MATHS AND SCIENCE EDUCATION: We’ve asked our authors about the state of maths and science education in Australia and its future direction. In this instalment, Jee Hyun Kim examines how the culture of academia…
Neuroplasticity refers to the way in which the cells in the brain change in response to experience. Hey Paul Studios

Explainer: nature, nurture and neuroplasticity

The human brain is the most complex and extraordinary structure in the known universe. And while there are many awe-inspiring facets of the brain, I will focus here on “neuroplasticity”, a term that has…
Are there things you’d rather not remember? Megyarsh

Going, going, gone: the where and why of memory erasure

If you could erase your memories, which ones would you choose? As a neuroscientist, one of my raisons d’etre is to achieve, in a way, some form of memory erasure, especially for individuals that suffer…
Researchers decoded the whole mitochondrial DNA of five Neanderthal men, one of whom belonged to the El Sidron site (pictured) in Asturias, northern Spain, in 2009. EPA/CSIC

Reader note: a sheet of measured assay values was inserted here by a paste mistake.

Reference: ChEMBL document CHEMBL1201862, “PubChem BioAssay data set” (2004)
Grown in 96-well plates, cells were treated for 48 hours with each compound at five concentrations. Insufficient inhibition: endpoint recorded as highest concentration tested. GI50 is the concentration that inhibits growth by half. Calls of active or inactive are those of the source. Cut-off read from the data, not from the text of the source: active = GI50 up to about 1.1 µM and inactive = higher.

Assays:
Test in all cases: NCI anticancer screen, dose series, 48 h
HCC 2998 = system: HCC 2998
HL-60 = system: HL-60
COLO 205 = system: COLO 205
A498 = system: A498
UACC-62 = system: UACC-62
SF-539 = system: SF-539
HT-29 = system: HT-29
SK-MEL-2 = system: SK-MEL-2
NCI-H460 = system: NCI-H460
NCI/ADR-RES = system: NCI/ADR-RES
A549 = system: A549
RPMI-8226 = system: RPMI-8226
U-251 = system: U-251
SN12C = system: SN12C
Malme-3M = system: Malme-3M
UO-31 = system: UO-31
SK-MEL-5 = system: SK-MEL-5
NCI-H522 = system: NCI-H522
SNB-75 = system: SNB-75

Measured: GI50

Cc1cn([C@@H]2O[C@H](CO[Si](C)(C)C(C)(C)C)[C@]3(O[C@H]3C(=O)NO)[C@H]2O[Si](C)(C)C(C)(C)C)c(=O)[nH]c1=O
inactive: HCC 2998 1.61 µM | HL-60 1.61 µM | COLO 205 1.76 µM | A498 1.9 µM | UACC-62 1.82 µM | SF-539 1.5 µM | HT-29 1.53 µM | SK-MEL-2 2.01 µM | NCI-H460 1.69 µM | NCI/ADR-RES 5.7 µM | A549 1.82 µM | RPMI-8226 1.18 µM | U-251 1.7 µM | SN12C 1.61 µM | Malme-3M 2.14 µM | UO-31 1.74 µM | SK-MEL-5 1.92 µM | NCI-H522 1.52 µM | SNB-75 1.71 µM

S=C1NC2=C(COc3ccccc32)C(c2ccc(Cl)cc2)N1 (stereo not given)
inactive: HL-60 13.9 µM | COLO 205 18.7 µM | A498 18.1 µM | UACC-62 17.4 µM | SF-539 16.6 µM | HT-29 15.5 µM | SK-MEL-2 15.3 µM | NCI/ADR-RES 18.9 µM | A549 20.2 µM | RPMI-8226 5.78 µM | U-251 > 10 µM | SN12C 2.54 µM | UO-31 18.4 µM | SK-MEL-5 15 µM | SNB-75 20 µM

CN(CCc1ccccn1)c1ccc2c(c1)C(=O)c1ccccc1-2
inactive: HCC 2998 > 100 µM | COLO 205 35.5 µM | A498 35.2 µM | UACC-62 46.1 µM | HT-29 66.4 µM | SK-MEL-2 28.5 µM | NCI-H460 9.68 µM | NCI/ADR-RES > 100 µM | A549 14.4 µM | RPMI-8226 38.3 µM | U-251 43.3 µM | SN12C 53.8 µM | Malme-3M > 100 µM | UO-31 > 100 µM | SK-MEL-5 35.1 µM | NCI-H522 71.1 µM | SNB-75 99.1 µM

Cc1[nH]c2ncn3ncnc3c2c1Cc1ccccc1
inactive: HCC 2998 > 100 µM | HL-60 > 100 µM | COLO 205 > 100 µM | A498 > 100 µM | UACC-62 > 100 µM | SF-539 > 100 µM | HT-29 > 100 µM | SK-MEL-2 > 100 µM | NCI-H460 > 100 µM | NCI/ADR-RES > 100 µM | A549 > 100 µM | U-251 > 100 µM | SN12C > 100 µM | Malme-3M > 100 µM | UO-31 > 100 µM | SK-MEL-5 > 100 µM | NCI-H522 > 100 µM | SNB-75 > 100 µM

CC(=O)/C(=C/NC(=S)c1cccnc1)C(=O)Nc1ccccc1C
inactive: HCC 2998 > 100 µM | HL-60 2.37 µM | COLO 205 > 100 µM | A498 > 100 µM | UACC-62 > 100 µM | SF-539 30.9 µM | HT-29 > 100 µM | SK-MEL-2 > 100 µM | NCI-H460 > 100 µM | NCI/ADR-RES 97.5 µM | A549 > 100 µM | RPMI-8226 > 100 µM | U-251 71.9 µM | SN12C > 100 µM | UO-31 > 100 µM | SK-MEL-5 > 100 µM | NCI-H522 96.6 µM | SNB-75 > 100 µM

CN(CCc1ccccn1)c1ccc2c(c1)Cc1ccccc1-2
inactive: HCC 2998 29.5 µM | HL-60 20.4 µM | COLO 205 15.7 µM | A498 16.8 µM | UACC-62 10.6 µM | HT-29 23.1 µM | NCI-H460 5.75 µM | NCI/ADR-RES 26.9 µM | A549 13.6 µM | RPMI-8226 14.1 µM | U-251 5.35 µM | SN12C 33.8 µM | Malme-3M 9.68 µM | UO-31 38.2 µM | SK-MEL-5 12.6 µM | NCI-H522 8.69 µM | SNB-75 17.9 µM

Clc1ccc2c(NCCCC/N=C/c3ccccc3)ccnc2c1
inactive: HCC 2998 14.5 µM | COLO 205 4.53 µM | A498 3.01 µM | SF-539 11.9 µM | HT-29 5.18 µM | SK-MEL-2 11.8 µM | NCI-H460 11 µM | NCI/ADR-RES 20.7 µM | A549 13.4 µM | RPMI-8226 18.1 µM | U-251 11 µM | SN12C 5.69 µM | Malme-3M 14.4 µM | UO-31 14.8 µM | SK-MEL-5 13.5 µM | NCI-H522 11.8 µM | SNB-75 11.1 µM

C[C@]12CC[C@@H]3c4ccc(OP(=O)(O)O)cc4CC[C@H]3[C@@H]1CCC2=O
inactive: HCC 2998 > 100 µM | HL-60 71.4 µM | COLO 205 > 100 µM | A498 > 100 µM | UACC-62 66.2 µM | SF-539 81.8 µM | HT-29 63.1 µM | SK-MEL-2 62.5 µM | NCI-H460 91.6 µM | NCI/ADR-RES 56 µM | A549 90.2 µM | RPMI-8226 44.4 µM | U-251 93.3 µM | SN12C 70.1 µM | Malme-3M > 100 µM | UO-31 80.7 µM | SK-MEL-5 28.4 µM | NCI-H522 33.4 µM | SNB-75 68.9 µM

Caveman ethics? The rights and wrongs of cloning Neanderthals

It now appears that the scientist who seemed to be advocating that we clone Neanderthals was suggesting only that “we need to start talking about it.” Ethics is an essential part of such a conversation…
Our implicit associations reveal more about our true attitudes than what we explicitly state. Image from shutterstock.com

Are you racist? You may be without even knowing it

The infamous Youtube video capturing a young man abusing women on a Melbourne bus for the crime of singing in French, and being supported in his violent tirade by fellow passengers, raises the uncomfortable…
That’s me: Scientists agree animals are conscious, but public attitudes still lag behind. flickmor/Flickr

About time: science and a declaration of animal consciousness

Are animals conscious? Notoriously, the famous 17th century philosopher René Descartes thought they were not. He believed that possession of a soul was necessary for rational thought and for consciousness…
We all know the past disappears. FotoRita [Allstar maniac]

Explainer: what is forgetting?

If memory can be defined as “a past that becomes a part of me”, can forgetting be defined as “a past that is no longer a part of me”? Smokers who have abstained for years may not consciously be able to…
Did you forget to lock the door, or just forget to pay proper attention? jef safi \ 'pictosophizing

Explainer: what is memory?

Memory is difficult to define without being circular. People often define memory as “something you can remember”. But we cannot deny the existence of a memory when there is no recollection. Sigmund Freud…